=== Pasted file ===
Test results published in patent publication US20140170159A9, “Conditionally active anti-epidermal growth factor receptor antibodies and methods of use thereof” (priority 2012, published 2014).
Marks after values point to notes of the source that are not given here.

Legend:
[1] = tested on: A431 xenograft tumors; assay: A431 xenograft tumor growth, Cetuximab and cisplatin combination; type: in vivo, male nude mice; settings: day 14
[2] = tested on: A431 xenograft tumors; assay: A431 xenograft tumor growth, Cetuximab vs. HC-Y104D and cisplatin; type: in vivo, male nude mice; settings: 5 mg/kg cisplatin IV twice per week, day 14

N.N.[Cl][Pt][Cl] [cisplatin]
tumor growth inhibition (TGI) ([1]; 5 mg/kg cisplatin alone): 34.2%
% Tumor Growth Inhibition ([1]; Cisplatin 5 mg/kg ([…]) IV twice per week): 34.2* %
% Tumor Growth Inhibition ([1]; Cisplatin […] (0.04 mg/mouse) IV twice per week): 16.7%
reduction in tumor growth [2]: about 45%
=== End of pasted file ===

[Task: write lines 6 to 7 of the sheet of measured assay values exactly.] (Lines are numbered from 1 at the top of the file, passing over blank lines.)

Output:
N.N.[Cl][Pt][Cl] [cisplatin]
tumor growth inhibition (TGI) ([1]; 5 mg/kg cisplatin alone): 34.2%